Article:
What To Say and What Not To

Discuss one of the ethical issues raised by educational or business use of social media that you consider to be particularly significant.

On the internet, your every word, every posts lives forever. Especially when you’ve a reputation to uphold. Everyone talks about watching what you say on the internet but has it got anything to do with the internet really?

Anything we say comes from us, it is our own responsibility[1]

While researching, I came across this article and incident 19 (Amy’s Baking Co) caught my attention so I did a little digging.


The show’s 45 minutes long so here’s a summary.Samy & Amy Bouzaglo

I went on their facebook page and true enough, there’s retaliations. However when I searched about their restaurant on yelp, there were more positive reviews than negative ones which is conflicting. [2]

So what lead to their outburst in the first place?

Negative reviews on Yelp deeply affected Amy Bouzaglo and she claims the reviews untrue. Whether true or not, is questionable.

Ethics is closely related to morals and etiquette. [3] I believe that negative reviews are perfectly fine – they act as room for improvements. However etiquette comes in when you phrase your negative review, and ethics; the message you put across.

“Had a bad experience at xxx. The services was a little slow and the food was not as nice as I thought. Maybe due to the lack of staff and peak hour. May or may not give it another chance during non-peak hour!”

“Had a horrible experience at xxx! Staffs were non-existent and the food sucked! Totally not worth the wait. If you don’t have the money to hire staff, don’t open a restaurant! Never again at xxx. Please don’t waste your money here!”

Both reviews had the same problem: lack of staff and bad food. But it’s the tonality that makes them entirely different. The purpose of social media in businesses is to allow feedback yes but never to put anyone or any business down which is what the 2nd review did. This is the issue of ethics of communication on social media.

Also, retaliation from business owners on social media never puts them in a good light because “customers are always right“. Plus lashing out and crudely scolding customers certainly make things worse, and unethical.

facebook-meltdown original
Source: Google images

From bad reviews to cyber-bullying.

Businesses need to have a policy on the uses on social media – what to say, what is acceptable etc. [4] In businesses, reputations are very important and can be tarnished by employees, customers, even employers, on purpose or not. You’re a representation of who you’re working for. That’s why privacy is a constant issue.

For anything that’s unethically posted on social media, the internet we should not blame. It’s the creator of that content who should bear the responsibility.

Although every individual define ‘ethics’ differently. What I think is wrong, you might not think so. Therefore, we should always remember the Golden Rule (Ethics of Reciprocity):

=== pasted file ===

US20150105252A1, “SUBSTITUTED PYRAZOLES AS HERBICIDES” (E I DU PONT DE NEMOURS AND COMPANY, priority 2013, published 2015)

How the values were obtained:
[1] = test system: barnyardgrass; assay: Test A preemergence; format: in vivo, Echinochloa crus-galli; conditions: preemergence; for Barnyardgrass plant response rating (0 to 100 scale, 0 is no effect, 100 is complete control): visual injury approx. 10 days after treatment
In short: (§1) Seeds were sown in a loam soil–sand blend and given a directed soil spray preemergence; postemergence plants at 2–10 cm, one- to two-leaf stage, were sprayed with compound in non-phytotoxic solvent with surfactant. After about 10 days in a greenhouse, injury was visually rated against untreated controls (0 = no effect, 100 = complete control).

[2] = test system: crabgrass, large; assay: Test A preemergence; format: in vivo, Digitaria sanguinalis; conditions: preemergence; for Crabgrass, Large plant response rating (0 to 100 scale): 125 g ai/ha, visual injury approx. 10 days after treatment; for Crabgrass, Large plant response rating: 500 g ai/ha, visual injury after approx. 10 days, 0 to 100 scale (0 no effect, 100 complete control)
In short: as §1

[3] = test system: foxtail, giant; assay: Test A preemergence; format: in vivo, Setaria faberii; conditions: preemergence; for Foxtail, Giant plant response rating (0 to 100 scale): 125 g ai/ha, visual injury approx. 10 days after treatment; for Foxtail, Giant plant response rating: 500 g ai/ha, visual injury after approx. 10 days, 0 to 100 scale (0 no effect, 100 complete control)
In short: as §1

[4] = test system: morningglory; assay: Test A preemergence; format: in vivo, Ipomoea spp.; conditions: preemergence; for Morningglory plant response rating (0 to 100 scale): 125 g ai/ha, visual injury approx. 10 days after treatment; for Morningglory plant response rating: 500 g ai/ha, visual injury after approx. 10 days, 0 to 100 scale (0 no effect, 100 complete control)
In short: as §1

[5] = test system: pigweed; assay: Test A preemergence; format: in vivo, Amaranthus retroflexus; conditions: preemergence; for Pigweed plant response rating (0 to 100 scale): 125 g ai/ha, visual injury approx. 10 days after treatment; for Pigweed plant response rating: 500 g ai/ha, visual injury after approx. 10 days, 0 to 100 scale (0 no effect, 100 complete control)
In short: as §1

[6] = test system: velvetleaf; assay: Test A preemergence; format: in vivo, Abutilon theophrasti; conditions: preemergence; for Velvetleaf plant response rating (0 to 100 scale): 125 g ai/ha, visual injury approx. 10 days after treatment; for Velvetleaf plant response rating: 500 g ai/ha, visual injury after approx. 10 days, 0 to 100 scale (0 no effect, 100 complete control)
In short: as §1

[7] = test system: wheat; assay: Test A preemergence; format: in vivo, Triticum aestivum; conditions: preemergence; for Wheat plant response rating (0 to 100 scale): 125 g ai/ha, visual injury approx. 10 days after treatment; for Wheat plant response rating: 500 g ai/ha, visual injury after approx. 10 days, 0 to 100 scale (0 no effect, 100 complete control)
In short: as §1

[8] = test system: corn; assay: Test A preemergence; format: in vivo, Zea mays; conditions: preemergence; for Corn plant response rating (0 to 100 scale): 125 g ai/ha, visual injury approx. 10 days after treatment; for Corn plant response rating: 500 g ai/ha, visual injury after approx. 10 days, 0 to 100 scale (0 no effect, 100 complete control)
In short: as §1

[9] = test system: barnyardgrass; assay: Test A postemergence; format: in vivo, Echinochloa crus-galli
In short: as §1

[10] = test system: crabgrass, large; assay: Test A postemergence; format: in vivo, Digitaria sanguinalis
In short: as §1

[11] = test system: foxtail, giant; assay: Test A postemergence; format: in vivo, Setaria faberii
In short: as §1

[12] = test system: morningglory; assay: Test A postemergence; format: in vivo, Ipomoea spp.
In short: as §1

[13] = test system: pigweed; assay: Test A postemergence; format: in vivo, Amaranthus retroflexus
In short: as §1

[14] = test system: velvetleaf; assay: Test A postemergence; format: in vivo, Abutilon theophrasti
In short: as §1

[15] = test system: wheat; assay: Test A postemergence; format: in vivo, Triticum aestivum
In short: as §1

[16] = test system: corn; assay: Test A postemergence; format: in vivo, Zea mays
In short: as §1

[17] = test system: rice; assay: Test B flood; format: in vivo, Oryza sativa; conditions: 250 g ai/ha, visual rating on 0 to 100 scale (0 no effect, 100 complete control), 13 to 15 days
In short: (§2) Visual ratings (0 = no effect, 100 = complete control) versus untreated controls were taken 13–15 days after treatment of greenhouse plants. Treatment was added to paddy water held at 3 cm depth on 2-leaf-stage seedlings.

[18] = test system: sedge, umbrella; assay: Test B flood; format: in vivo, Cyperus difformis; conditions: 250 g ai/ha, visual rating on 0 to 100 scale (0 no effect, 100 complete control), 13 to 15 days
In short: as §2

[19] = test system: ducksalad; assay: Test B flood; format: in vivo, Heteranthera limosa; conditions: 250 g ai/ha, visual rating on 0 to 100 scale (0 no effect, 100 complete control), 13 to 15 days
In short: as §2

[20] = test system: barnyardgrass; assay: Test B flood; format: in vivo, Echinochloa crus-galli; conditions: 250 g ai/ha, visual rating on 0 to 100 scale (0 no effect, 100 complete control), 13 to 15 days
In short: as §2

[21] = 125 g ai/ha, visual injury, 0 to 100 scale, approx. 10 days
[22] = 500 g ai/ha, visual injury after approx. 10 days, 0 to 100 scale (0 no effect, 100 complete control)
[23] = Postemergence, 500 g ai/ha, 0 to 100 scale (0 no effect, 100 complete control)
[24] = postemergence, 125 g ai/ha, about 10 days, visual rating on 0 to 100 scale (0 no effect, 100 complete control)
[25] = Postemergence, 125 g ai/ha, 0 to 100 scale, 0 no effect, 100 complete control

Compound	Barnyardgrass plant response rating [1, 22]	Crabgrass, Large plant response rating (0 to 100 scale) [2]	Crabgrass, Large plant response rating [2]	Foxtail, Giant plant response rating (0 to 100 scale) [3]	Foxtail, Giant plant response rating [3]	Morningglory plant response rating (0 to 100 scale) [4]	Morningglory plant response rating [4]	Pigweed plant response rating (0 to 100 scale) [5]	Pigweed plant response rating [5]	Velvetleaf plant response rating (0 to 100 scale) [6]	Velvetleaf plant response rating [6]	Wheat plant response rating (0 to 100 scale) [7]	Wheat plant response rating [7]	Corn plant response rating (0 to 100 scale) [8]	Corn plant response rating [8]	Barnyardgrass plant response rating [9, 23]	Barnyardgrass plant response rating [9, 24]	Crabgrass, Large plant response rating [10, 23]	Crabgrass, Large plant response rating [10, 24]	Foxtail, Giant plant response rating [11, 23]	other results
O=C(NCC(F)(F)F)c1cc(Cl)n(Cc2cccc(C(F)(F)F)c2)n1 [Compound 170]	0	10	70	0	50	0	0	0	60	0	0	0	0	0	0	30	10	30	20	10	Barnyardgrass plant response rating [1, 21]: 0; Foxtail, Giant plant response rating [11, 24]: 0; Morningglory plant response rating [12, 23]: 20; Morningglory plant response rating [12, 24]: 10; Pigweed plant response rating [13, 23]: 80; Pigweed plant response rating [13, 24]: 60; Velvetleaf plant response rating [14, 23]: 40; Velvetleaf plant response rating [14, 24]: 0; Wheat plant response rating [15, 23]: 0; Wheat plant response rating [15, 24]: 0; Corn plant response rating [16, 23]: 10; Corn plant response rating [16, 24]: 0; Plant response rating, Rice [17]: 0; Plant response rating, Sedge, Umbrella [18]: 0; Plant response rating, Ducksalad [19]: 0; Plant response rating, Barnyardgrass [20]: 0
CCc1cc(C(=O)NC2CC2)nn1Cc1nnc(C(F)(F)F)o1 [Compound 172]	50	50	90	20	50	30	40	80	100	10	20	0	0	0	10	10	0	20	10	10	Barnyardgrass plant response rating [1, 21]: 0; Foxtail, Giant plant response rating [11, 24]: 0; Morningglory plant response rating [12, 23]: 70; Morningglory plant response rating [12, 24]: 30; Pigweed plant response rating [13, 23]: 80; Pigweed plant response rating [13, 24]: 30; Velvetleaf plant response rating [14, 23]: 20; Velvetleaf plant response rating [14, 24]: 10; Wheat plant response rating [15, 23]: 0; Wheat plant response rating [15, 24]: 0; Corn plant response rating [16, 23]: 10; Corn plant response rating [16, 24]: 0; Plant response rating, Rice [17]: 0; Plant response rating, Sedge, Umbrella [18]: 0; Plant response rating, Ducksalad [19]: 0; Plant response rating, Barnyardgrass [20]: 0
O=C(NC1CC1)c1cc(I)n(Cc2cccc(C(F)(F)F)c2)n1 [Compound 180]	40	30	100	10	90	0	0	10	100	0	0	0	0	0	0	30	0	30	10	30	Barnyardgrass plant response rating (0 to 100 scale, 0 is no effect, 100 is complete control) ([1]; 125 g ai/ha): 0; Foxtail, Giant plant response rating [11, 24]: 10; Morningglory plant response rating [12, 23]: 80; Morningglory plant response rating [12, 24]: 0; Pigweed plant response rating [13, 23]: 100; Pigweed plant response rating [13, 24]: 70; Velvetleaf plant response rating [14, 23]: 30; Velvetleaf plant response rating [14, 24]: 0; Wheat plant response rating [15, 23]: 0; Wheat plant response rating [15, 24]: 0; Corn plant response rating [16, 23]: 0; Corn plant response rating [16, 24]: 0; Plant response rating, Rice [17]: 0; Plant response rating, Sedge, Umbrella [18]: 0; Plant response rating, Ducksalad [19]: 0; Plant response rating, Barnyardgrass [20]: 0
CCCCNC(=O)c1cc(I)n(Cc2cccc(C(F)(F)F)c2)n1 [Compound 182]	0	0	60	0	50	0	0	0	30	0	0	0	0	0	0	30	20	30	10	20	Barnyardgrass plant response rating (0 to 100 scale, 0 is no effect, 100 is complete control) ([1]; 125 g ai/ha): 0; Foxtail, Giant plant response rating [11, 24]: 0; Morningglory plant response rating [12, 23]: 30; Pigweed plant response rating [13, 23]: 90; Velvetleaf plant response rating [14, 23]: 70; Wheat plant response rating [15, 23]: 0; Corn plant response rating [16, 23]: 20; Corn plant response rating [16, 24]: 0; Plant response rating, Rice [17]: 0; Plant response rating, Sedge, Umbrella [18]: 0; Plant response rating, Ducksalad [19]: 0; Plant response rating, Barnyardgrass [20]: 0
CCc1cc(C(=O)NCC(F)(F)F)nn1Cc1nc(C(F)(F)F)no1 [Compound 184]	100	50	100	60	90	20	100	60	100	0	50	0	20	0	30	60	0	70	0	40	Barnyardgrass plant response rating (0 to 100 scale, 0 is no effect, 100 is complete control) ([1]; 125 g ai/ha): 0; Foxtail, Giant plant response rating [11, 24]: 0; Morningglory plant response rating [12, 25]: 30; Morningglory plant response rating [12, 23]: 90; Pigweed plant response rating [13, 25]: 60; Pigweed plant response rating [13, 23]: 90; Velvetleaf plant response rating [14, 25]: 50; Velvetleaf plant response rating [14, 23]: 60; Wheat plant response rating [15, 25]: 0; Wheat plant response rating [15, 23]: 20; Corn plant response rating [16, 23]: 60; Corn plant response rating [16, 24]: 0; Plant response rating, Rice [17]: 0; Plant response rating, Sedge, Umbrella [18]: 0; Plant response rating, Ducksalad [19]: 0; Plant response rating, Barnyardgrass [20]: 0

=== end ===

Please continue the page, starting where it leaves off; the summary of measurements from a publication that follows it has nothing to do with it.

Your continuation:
“One should treat others as one would like others to treat oneself.” [5]

And remember, people always remember you for the 1 thing you did wrong. Not the other 58 that you did right.

(435 Words)

[1] Twitter is not responsible for the racism and sexism it exposes, or the social misfits who use it. We are

19 Companies That Made Huge Social Media Fails

Amy’s Baking Company Bakery Boutique + Bistro Facebook

[2] Amy’s Baking Company Reviews on Yelp

[3] Social Media Ethics and Etiquettes

[4] The Ethical Challenges of Social Media

[5] Golden Rule

Unavoidable Ethical Questions About Social Networking

Amy’s Baking Company Freaks Out Online After Epic Meltdown On Gordon Ramsay’s ‘Kitchen Nightmares’

Kitchen nightmare comes to an end: Amy’s Baking Company to close


8 thoughts on “What To Say and What Not To

  1. How’s it going Mabel!

    In reference to Yale’s University Press, “The internet mirrors, magnifies, and makes more visible the good, bad, and ugly of everyday life”. I personally believe that there isn’t anything such as social media ethics, but individual values and principles do exist. These values and principles should resonate within us regardless being online or in real life.

    You mentioned on the notion of businesses needing to have a policy on the uses on social media. In reference to your blog post, it would seem that we established the common grounds that social media and human actions are 2 separate entities, where content in social media is engendered by the actions of our human being.

    Hence shouldn’t the firm focus more on training and developing the “desired” values and ethics they are looking for in the employees rather than implementing on “WHAT TO NOT SAY” policies in context of social media platforms?

    You also mentioned that ” every individual define ‘ethics’ differently. What I think is wrong, you might not think so”. In regards to this, I strongly believe that firms should focus on developing the individual rather than focusing on the “rules” of social media, I feel that this is a problem that should be cured at its roots, if the employees personal values and ethics are in-line with the firms, be it social media or any other form of communication platform, the risk of having negative exposure would be significantly reduced! Do you agree?